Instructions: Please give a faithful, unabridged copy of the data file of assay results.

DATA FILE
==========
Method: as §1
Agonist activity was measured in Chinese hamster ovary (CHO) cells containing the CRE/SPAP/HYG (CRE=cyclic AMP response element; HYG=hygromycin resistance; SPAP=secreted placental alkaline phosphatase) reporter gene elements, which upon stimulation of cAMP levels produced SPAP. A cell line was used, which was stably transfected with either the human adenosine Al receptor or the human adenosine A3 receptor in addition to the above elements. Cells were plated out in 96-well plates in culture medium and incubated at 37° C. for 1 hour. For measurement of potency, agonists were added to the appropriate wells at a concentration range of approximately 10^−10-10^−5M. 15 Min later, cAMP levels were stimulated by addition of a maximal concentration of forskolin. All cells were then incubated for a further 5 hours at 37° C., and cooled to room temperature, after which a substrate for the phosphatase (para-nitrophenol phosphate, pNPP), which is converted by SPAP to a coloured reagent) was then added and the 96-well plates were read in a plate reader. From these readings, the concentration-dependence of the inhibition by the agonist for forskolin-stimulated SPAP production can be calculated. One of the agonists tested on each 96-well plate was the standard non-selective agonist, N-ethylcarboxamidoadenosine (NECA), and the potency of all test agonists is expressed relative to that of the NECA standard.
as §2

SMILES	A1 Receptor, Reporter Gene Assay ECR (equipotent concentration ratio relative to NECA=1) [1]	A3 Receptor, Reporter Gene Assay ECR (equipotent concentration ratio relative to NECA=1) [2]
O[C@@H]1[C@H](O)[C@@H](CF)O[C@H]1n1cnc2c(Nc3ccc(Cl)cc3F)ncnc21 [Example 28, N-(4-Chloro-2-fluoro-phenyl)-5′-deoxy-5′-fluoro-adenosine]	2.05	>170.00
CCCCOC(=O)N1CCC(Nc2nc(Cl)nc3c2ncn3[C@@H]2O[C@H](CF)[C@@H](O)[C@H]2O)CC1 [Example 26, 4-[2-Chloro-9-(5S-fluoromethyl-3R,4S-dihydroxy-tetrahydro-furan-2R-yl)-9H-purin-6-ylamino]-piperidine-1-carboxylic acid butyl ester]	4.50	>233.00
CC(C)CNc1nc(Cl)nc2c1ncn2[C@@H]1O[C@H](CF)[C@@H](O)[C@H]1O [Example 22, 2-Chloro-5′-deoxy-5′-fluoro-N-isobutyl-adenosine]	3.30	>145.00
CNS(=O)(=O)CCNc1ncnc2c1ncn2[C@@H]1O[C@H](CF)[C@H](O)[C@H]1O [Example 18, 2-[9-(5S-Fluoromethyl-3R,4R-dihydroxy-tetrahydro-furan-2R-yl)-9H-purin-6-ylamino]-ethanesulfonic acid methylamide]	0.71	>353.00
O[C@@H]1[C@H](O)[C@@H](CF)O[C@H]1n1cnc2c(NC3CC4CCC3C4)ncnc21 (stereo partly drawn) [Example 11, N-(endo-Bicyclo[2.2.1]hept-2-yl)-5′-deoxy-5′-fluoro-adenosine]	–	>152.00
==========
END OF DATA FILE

Method: as §1
Agonist activity was measured in Chinese hamster ovary (CHO) cells containing the CRE/SPAP/HYG (CRE=cyclic AMP response element; HYG=hygromycin resistance; SPAP=secreted placental alkaline phosphatase) reporter gene elements, which upon stimulation of cAMP levels produced SPAP. A cell line was used, which was stably transfected with either the human adenosine Al receptor or the human adenosine A3 receptor in addition to the above elements. Cells were plated out in 96-well plates in culture medium and incubated at 37° C. for 1 hour. For measurement of potency, agonists were added to the appropriate wells at a concentration range of approximately 10^−10-10^−5M. 15 Min later, cAMP levels were stimulated by addition of a maximal concentration of forskolin. All cells were then incubated for a further 5 hours at 37° C., and cooled to room temperature, after which a substrate for the phosphatase (para-nitrophenol phosphate, pNPP), which is converted by SPAP to a coloured reagent) was then added and the 96-well plates were read in a plate reader. From these readings, the concentration-dependence of the inhibition by the agonist for forskolin-stimulated SPAP production can be calculated. One of the agonists tested on each 96-well plate was the standard non-selective agonist, N-ethylcarboxamidoadenosine (NECA), and the potency of all test agonists is expressed relative to that of the NECA standard.
as §2

SMILES	A1 Receptor, Reporter Gene Assay ECR (equipotent concentration ratio relative to NECA=1) [1]	A3 Receptor, Reporter Gene Assay ECR (equipotent concentration ratio relative to NECA=1) [2]
O[C@@H]1[C@H](O)[C@@H](CF)O[C@H]1n1cnc2c(Nc3ccc(Cl)cc3F)ncnc21 [Example 28, N-(4-Chloro-2-fluoro-phenyl)-5′-deoxy-5′-fluoro-adenosine]	2.05	>170.00
CCCCOC(=O)N1CCC(Nc2nc(Cl)nc3c2ncn3[C@@H]2O[C@H](CF)[C@@H](O)[C@H]2O)CC1 [Example 26, 4-[2-Chloro-9-(5S-fluoromethyl-3R,4S-dihydroxy-tetrahydro-furan-2R-yl)-9H-purin-6-ylamino]-piperidine-1-carboxylic acid butyl ester]	4.50	>233.00
CC(C)CNc1nc(Cl)nc2c1ncn2[C@@H]1O[C@H](CF)[C@@H](O)[C@H]1O [Example 22, 2-Chloro-5′-deoxy-5′-fluoro-N-isobutyl-adenosine]	3.30	>145.00
CNS(=O)(=O)CCNc1ncnc2c1ncn2[C@@H]1O[C@H](CF)[C@H](O)[C@H]1O [Example 18, 2-[9-(5S-Fluoromethyl-3R,4R-dihydroxy-tetrahydro-furan-2R-yl)-9H-purin-6-ylamino]-ethanesulfonic acid methylamide]	0.71	>353.00
O[C@@H]1[C@H](O)[C@@H](CF)O[C@H]1n1cnc2c(NC3CC4CCC3C4)ncnc21 (stereo partly drawn) [Example 11, N-(endo-Bicyclo[2.2.1]hept-2-yl)-5′-deoxy-5′-fluoro-adenosine]	–	>152.00